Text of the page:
By: Ashley McCubbin
With Chase Briscoe being a rookie in the NASCAR Cup Series, he has been leaning on his teammates for advice. Though entering the lone dirt event of 2021, Kevin Harvick commented it’s been the opposite.
“I think, for me, I have to look at Chase Briscoe and kind of take their lead,” he said. “He’s got a background in it and just know that I’m still gonna be driving a Cup car on a dirt track. It’s not gonna be like a dirt late model or a midget or a modified, but those guys that do that stuff all the time will definitely have an advantage of knowing where they need to go when they need to go and I just kind of have to follow along and keep my eyes open and pay attention.”
With preparations in full swing, the pair had a 20 to 30 minute conversation on Monday over the phone, going over what Harvick should expect to see, need out of the car, and what he should work on through practice.
“It’s definitely weird to have a guy like that coming to me, but it’s neat,” he told NEWS FROM THE PITS. “Hopefully, I didn’t steer him in the wrong direction and hopefully he can have a good run. I told him that it would not surprise me at all for him to go run really, really good there, just the throttle control and all the things that it takes to go good on dirt is something that he’s really phenomenal at on pavement, so I think he’ll be just fine at it.
“Kevin is a phenomenal race car driver, so he’s gonna figure it out and who knows, by the end I might be going up to him and asking him for some help, too.”
For Stewart-Haas Racing, Briscoe is the perfect guy to have in-house for advice despite lacking experience behind the wheel of a Cup Car. He regularly runs the quarter midgets, and took part in the NASCAR Camping World Truck Series event at Eldora Speedway.
Looking back on his experience, Briscoe says the biggest thing he learned was you could not drive the trucks like a typical dirt car, whether that be really hard or hung out sideways.
“You can’t do that in the trucks, especially just because they’re not really made to run that sideways,” he explained. “It seemed like the tires struggled to kind of hold the truck out at that much of an angle. There’s still tendencies that drive like a typical dirt car, but they’re just not made to go on dirt like a sprint car would be, so you have to drive them a little bit different. They’re obviously way heavier, less power than the sprint car, so they just race different and the track change is a little bit different, so I think that was probably the biggest thing for me.”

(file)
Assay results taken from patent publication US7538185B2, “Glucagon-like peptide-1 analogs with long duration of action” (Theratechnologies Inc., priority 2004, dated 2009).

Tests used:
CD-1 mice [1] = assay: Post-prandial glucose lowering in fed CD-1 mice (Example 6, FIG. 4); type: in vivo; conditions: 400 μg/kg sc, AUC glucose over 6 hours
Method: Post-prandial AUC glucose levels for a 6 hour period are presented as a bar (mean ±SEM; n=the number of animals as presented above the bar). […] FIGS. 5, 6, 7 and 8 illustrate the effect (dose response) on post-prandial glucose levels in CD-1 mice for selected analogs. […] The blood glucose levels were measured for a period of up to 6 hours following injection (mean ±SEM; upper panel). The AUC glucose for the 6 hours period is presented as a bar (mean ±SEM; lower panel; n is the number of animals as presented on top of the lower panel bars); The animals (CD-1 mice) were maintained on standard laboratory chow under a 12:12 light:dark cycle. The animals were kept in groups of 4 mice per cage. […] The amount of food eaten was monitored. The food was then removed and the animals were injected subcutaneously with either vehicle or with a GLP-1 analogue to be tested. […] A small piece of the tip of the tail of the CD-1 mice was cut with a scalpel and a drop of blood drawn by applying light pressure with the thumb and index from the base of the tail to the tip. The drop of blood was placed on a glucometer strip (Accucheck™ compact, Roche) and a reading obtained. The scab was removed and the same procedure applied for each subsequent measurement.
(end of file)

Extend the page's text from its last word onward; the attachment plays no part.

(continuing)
If everything goes to planned, it should be no surprise to see the No. 14 Ford up front, and that’d be a good boost for Briscoe’s season as thus far, he has unable to get the finishes warranted.
“I feel like the first couple weeks, with the exception of last week, we’ve had good speed,” he reflected. “Phoenix, I felt like we could have run seventh or eighth area and we had a 24-second green flag pit stop with 50 to go and it just kind of killed us, so I feel like from a speed standpoint we’ve been good up until last week, and hopefully this week will finally be the one week where we can just get the results because we haven’t really been able to show the results side of things.
“We’ve had the speed, just haven’t been able to execute, so hopefully this week we can turn it around. Obviously, we need to turn it around quick or we’re gonna be in a must-win situation fairly early. We’re almost already to that point, so we’ll see how this weekend goes. We’re gonna try to just go there and do the best we can. That’s all we can do.”